Last year scientists discovered earthquake faults on the sea floor in Pegasus Bay that were “too small, too lacking in vertical movement and moving too infrequently (once every few thousand or tens of thousands of years), to create a tsunami”. http://ecan.govt.nz/advice/emergencies-and-hazard/tsunami/pages/tsunami-info-chch.aspx
This report, bearing the logo of the Canterbury Council, explains that the reason there are no local tsunami warning systems in New Zealand is because the time between a tsunami being generated and it hitting the shore is too short to be able to give a warning.
How very peculiar then, that the same council which had said risk was too low to need any, has just installed 22 tsunami sirens on the coastline between Waimairi Beach and Sumner at a cost of $550,000, operational from July 1.
So now they are somehow a fact again, although not a local fact. They have decided the alarms may be useful in the event of a distant-source tsunami from across the Pacific Ocean, which would take 12-15 hours to reach New Zealand.
Given the 12-15 hours before anything arrived, a distant-source tsunami trundling its slow way across the Pacific would be a huge news story, well warned-of and endlessly milked to death by all media up and down the whole country, which means the sirens could be blasting away all day from lonely hilltops with no one to hear them.
There has never been a tsunami without first an earthquake. Earthquake risk has been thoroughly demonstrated by the 10,000 or so in the region since September 2010, but oddly there is still no warning system for earthquakes or even plans for one.
If there is half a million dollars available for tsunami warnings then perhaps another half million dollars could be spent on earthquake sirens, given that earthquake activity is still traumatising people and clearly not yet over, while tsunami activity is zero.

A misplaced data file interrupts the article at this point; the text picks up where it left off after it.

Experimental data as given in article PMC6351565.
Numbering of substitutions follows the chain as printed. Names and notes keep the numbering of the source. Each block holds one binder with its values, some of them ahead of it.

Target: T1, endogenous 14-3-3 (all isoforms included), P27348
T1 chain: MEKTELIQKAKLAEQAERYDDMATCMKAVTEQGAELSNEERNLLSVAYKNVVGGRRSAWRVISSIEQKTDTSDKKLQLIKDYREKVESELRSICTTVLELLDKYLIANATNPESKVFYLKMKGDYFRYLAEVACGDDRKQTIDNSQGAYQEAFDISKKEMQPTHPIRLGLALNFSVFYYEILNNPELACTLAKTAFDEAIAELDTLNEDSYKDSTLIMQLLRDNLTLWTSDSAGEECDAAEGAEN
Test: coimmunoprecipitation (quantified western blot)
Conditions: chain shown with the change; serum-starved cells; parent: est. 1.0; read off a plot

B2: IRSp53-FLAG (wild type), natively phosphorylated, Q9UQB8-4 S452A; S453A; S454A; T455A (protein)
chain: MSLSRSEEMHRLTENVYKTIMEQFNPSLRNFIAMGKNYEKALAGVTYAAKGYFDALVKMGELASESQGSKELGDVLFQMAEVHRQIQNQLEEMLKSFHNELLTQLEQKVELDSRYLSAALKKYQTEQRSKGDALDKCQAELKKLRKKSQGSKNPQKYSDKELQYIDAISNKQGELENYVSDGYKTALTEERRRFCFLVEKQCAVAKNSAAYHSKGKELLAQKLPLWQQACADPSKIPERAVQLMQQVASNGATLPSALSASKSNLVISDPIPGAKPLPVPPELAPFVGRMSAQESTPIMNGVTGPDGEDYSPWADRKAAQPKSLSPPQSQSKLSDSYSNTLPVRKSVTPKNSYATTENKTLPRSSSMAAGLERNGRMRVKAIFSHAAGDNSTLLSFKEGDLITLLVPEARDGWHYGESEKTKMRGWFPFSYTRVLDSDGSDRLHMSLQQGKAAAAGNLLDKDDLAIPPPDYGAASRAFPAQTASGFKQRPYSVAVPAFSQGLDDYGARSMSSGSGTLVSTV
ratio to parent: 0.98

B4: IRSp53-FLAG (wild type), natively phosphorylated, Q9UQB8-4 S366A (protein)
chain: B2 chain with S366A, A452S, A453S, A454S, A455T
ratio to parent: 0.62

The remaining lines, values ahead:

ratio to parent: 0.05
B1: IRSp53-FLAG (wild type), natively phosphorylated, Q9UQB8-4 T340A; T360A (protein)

Although a warning system can provide peace of mind, putting up a system for something unnecessary may create fears that may not have been there in the first place. And most Christchurch residents, given the opportunity, would tell a council spending committee that regional anxiety has come from the earthquakes, not tsunamis.
We can rule out the probability of a tsunami with a massive degree of statistical confidence. We have never had a tsunami generated in local waters.
There has only been one tidal upsurge in Canterbury’s history that has come anywhere near a tsunami when in May 1960, after-wash waves 2m high from a Chilean earthquake entered Lyttelton Harbour, damaging boats and a hotel.
One can only come from South America, probably Chile.
This is because the land of which the visible South island is the above-water part extends about 2000kms to the east before it drops to the Pacific Plate. The water is too shallow to generate a large enough wave close enough to NZ shores to effect damage to the South Island coastline.
The North Island is more exposed, but the risk is mitigated by a 200 mile shallow buffer zone extending to the east off the Wairarapa coast.
It is why tsunamis are so very rare in NZ compared to earthquakes. 15,000 earthquakes occur on average in NZ every year. Out of the 30,000 over the past year, not one has morphed into a tsunami, or even a tsunami scare.
Looking back over the years since seismologists started keeping records there have been about 2 million earthquakes recorded in NZ; 60,000 of which have been in Canterbury.
In that whole time there have been 4 tsunami scares, all distant-source tsunamis from South America, and with no loss of life. The tsunami risk has been 0.0002%, or virtually nil.
The tsunami alarms would have to be triggered by offshore quakes, and so cannot detect local earthquakes. Meanwhile, powerful shakes are still regularly causing anxiety in the region, and there is continuing refusal to consider earthquake alarms.For more writing from Ken Ring, visit www.predictweather.com
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